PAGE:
At the heart of Fellini's I am a Clown is the strange and wonderful story of Peter Goldfarb, the very young American producer who in 1967 convinced Federico Fellini, the greatest Italian director, to work for the first time for American television.
A story that has remained little known for half a century and which today - for the first time - brings the man who convinced Fellini to make a sort of mockumentary Federico Fellini’s Notebook, perhaps the first in the history of Italian cinema , using a scheme that the great author born in Rimini would have later reused with other films such as Intervista, Prova d'Orchestra and Roma.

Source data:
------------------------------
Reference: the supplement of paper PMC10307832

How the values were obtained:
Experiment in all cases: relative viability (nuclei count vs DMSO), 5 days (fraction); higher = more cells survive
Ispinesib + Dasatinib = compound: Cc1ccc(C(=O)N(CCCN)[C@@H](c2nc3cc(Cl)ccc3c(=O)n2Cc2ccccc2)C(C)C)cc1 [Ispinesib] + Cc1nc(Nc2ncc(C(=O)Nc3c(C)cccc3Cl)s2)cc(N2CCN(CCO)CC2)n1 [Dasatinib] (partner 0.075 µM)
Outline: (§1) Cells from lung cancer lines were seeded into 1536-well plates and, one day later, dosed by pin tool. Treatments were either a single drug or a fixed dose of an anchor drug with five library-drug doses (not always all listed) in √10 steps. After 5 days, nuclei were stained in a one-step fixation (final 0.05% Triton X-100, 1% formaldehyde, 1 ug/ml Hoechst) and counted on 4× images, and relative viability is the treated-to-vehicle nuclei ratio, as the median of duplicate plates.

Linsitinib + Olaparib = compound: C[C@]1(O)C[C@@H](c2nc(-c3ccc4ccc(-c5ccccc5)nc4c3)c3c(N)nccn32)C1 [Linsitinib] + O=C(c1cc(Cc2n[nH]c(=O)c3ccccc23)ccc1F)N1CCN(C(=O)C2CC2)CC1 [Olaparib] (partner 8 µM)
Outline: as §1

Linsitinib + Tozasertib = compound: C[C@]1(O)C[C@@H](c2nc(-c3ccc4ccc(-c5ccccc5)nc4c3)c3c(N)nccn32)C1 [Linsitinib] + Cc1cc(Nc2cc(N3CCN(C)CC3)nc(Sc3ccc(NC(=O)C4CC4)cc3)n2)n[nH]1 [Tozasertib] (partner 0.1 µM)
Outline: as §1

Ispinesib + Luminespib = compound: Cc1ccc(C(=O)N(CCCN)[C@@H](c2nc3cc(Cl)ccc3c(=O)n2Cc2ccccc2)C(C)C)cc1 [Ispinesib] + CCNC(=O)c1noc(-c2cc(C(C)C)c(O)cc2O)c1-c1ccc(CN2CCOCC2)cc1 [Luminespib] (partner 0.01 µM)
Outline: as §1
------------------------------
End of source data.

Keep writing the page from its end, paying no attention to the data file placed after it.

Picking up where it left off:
A human and artistic journey that would then be repeated immediately after with The Clowns, destined to make Fellini a forerunner of modern television.
The film is structured in a sort of ideal dialogue between Goldfarb and Fellini that appears both with original materials from the American film, and through the interpretation of Neri Marcorè who gives voice to a series of original texts: letters, thoughts, interviews and dreams by Federico Fellini linked to his television and autobiographical imagery. Visually the film puts together unseen photographs and new takes and footage from Fellini’s films restored in 4K.